A company's income statement basically tells you how much money it has taken in and how much it has paid out over a year or a quarter. Looking at the annual income statement rather than a quarterly ...
  4. Investing

    Detecting Financial Statement Fraud

    Fraudulent financial statements account for about 10% of the white-collar crime incidents reported each year.
  5. Investing

    Understanding the Income Statement

    The best way to analyze a company—and figure out if it's worth investing in—is to know how to dissect its income statement. Here's how to do it.
  6. Investing

    A Look At Corporate Profit Margins

    Take a deeper look at a company's profitability with the help of profit margin ratios.
  7. Investing

    Explaining Financial Analysis

    Financial analysis is a general term that refers to using financial data to make business and investment decisions.
  8. Trading

    Ratio Analysis

    Ratio analysis is the use of quantitative analysis of financial information in a company’s financial statements. The analysis is done by comparing line items in a company’s financial ...
  9. Investing

    What Is Year Over Year?

    Year over year measures performance in one time period versus performance in a previous time period.
  10. Trading

    Fundamental Analysis For Traders

    Find out how this method can be applied strategically to increase profit.
RELATED FAQS
  1. How can I find net margin by looking a company's financial statements?

    Learn how to calculate a company's net margin using financial statements by dividing the company's net revenues by its net ... Read Answer >>
  2. What impact does the growth in horizontal drilling have in the oil and gas sector?

    Read about the development of horizontal drilling for oil and natural gas and how the oil and gas sector has benefited from ... Read Answer >>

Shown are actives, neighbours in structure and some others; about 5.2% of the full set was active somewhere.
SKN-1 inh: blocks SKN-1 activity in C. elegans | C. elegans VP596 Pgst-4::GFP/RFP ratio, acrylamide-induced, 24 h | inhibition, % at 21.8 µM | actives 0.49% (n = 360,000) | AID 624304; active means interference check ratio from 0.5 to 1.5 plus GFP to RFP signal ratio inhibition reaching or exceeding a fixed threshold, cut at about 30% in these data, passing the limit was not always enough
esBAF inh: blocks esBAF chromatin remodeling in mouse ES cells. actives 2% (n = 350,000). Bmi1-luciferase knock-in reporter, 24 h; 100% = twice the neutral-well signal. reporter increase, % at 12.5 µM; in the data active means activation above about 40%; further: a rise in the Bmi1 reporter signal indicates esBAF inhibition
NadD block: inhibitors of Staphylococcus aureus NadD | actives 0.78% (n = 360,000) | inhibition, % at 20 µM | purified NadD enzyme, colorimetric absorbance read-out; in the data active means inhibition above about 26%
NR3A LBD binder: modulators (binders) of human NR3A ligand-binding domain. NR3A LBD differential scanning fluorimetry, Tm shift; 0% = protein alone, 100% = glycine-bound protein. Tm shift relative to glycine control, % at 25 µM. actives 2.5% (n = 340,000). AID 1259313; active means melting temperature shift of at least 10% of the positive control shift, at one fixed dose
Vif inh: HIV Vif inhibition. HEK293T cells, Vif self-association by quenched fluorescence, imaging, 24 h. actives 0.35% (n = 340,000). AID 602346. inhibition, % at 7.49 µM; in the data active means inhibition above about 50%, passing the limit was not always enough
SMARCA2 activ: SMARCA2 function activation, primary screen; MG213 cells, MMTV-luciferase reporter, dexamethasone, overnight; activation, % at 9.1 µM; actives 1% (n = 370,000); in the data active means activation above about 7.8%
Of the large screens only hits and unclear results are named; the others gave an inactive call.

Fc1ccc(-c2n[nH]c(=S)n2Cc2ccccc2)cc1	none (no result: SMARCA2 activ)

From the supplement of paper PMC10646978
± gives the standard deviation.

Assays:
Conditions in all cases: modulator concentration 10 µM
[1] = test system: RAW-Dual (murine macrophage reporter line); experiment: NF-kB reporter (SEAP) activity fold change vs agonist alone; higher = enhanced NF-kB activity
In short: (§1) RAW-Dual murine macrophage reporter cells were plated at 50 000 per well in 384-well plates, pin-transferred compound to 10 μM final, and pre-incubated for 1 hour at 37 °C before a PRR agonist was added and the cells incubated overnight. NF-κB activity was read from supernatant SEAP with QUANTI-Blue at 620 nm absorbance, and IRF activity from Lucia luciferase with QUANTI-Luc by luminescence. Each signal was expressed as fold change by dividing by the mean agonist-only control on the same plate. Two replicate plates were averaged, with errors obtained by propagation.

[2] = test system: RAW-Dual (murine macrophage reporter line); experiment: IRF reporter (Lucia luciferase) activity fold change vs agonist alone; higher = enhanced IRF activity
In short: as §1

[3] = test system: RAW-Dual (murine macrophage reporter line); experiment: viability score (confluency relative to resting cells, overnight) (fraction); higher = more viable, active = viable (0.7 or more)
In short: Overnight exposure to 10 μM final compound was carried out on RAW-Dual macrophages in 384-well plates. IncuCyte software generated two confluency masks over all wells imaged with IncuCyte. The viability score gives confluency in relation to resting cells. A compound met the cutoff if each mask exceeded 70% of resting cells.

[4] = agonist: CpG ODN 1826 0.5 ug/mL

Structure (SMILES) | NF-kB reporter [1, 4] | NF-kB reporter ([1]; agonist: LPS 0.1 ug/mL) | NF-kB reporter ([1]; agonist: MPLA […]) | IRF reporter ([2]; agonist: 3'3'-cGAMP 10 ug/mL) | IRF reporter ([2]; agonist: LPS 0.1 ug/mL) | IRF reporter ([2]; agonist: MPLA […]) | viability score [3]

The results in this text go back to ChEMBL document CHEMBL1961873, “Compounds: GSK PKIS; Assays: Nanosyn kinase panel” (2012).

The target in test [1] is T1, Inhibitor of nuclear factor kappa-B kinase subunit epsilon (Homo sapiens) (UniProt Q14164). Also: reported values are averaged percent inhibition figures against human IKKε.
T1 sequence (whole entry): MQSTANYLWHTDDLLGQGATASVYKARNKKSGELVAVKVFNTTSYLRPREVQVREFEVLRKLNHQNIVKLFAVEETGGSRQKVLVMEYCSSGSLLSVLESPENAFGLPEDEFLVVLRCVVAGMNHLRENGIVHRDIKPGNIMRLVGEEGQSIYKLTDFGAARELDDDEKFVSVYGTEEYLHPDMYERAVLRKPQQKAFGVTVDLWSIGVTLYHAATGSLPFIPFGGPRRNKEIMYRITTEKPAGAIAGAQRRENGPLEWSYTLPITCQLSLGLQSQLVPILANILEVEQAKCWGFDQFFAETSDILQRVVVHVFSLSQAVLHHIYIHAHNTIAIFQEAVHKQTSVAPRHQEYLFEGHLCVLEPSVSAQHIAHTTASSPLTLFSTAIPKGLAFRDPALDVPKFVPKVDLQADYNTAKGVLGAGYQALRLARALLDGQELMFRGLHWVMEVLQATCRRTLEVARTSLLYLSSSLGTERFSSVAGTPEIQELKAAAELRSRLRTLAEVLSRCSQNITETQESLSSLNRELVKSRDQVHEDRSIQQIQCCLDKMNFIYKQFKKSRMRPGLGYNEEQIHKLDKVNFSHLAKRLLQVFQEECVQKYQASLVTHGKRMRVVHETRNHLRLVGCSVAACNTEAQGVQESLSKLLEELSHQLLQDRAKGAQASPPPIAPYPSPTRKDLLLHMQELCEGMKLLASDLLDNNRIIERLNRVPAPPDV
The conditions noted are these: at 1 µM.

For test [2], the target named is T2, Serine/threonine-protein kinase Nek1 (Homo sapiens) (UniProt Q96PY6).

3. Is it better to use fundamental analysis, technical analysis or quantitative analysis ...

    Understand the difference between fundamental, technical and quantitative analysis, and how each measurement helps investors ... Read Answer >>
  4. How does ratio analysis make it easier to compare different companies?

    Learn what ratio analysis is, how investors can compare companies within the same sector using ratio analysis and how ratios ... Read Answer >>
  5. How are retained earnings related to a company's income statement?

    Understand what a company's statement of retained earnings represents and how it is related to a company's other financial ... Read Answer >>
  6. What are the differences between gross profit and gross margin?

    Learn how gross profit and gross margin are calculated and how each is used in fundamental analysis. Generally, these numbers ... Read Answer >>
Hot Definitions
  1. Glass-Steagall Act

    An act the U.S. Congress passed in 1933 as the Banking Act, which prohibited commercial banks from participating in the investment ...
  2. Quantitative Trading

    Trading strategies based on quantitative analysis which rely on mathematical computations and number crunching to identify ...
  3. Bond Ladder

    A portfolio of fixed-income securities in which each security has a significantly different maturity date. The purpose of ...
  4. Duration

    A measure of the sensitivity of the price (the value of principal) of a fixed-income investment to a change in interest rates. ...
  5. Dove

    An economic policy advisor who promotes monetary policies that involve the maintenance of low interest rates, believing that ...
  6. Cyclical Stock

    An equity security whose price is affected by ups and downs in the overall economy. Cyclical stocks typically relate to companies ...
Trading Center